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Jordan Spieth signs autographs for fans after firing his first-round 64 at the Wyndham Championship at Sedgefield.

GREENSBORO — After the deluge, the 80th Wyndham Championship began about the way we thought it would.

Sweltering, with a 100 percent chance of birdies.

While golfers spent the night before wondering whether the city would be washed away in the torrential rain, they showed up this morning to a course perfectly kept, fast and dry, with reasonable pins and pool-table greens.

While 7 inches of rain fell in downtown Wednesday night, Sedgefield was spared. The rain flooded creeks all over the city, carrying away cars and causing power outages and a flood alert on Brandt Snedeker’s cell phone.

There could be more come Friday.

The weather is often the story at our summertime classic.

That made for an important starting day, one that came with preferred lies and the usual onslaught of low scores from some relative unknowns.

While the usual suspects, Brandt Snedekar and Webb Simpson, went low with morning 64s, they were ultimately surrounded by a host of non-winners.

And Rory Sabbatini.

Sabbatini is a perfect example of another recurring story at the Wyndham. This might be the most international tournament on tour with eight of the past 16 champions and 12 of the past 23 coming from abroad.

Sabbatini comes from all over. He’s a South African who moved to Texas and then to Florida and then last year changed his nationality to Slovakian.

He’s a bit of an enigma on the PGA Tour, a lightning fast player who’s been known to berate playing partners, volunteers and even fans. He’s not the most-liked player on Tour.

But this has been a renaissance season for him, and he arrives here in a good mood and in good form. He wears the Slovakian flag on his golf shoes but has yet to learn the language of his Slovakian wife.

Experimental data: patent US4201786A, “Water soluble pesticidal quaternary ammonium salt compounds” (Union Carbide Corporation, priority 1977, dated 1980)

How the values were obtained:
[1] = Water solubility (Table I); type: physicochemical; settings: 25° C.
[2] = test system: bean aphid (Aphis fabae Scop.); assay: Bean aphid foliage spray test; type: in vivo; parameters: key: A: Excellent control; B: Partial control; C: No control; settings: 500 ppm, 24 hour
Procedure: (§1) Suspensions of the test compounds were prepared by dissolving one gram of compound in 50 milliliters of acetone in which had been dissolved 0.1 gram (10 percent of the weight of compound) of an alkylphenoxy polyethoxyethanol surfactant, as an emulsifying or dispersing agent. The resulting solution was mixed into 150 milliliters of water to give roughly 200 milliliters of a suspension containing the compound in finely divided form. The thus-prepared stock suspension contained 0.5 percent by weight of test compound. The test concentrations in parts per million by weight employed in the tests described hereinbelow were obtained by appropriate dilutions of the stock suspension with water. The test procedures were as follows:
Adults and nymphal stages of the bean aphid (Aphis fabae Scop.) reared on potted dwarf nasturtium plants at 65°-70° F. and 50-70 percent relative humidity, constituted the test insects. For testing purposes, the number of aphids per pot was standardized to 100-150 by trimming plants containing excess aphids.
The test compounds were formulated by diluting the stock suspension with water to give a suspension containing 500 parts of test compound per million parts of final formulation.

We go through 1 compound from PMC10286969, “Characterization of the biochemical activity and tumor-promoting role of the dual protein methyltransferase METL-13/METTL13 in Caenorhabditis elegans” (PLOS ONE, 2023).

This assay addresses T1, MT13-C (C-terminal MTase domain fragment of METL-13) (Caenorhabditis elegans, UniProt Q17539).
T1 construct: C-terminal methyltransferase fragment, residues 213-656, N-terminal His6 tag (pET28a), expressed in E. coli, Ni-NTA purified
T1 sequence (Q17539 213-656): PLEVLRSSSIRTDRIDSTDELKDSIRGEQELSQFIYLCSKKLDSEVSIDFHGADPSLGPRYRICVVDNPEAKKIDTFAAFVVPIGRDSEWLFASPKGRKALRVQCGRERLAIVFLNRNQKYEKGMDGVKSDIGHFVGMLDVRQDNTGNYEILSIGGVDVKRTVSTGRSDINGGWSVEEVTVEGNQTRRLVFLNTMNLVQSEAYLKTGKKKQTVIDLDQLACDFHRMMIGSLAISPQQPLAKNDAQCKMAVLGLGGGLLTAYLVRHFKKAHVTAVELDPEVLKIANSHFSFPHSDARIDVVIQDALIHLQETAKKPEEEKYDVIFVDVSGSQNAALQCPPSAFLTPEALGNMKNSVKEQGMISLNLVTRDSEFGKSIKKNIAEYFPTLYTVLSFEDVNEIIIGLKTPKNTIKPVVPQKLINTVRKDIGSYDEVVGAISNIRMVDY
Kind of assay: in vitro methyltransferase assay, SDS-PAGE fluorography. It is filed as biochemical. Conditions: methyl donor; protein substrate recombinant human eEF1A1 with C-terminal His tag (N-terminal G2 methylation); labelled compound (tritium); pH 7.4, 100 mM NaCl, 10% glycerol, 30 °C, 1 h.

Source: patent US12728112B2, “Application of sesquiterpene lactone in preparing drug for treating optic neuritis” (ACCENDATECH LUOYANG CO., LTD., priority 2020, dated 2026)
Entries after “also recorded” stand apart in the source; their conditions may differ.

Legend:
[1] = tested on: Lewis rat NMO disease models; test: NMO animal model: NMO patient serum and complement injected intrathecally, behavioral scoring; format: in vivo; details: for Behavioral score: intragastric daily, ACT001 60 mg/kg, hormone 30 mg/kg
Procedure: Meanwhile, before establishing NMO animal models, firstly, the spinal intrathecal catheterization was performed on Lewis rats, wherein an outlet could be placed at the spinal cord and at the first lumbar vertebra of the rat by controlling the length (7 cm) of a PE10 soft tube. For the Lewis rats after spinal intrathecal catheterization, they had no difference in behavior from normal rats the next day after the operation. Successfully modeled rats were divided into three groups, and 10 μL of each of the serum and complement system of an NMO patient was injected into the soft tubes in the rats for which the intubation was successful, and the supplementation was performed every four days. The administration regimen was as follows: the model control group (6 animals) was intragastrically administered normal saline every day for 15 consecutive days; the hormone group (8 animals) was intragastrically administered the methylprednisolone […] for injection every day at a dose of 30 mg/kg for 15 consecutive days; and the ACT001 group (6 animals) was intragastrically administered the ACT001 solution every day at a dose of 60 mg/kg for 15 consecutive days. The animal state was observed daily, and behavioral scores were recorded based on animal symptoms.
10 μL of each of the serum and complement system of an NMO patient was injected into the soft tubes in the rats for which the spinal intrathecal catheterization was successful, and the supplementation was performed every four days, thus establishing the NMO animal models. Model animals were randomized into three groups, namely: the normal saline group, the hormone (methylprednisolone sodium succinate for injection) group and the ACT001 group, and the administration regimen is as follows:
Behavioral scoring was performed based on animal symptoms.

“It’s too hard,” he said after a first-round 63 had him briefly atop the leaderboard. “I can’t speak it.”

By the end of the day, the leaders were speaking Korean.

Byeong Hun An, who knows Sedgefield from three AJGA events here, and Sungjae Im, who’s here to take Justin Rose’s Wyndham Rewards money, each shot a career-low 62.

And for a brief moment, it looked as if Jordan Spieth would join them. Spieth, who has fought a wild streak for two years now, was one shot out of the lead standing on the 18th tee. The weather had passed, the storms miraculously dissipating before returning to Greensboro for a second straight day.

The scene was perfect.

And then Spieth hit his drive into somebody’s back yard.

He’s so close and yet so far away from the guy who burst onto the scene, winning three of the four majors, a FedEx Cup title and going to No. 1 in the world at age 22. Now a week past his 26th birthday, Spieth is both coming back and falling apart.

“I’ve got a little bit of scar tissue left,” he said.

He said there will come a time when he looks back on it and laughs.

A lot of people here hope that’s on Sunday.

The forecast for Friday is for rain, muddy lies and who knows what from Spieth or Sabbatini or An or Im.

After the deluge Wednesday night, we probably did good just to get the first round in. The second round could be a test of will and weather.

“It will probably be our most active day out of the four,” said Tour meteorologist Stewart Williams, who is from High Point. “The thunderstorms will be more numerous.”

So will the contenders for the lead. The 80th Wyndham is wide open after the first day, and a lot people from a lot of countries are hanging around the leaderboard and watching the sky.

That’s a tradition like no other in summer in Greensboro.

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Contact Ed Hardin at 336-373-7069, and follow @Ed_Hardin on Twitter.

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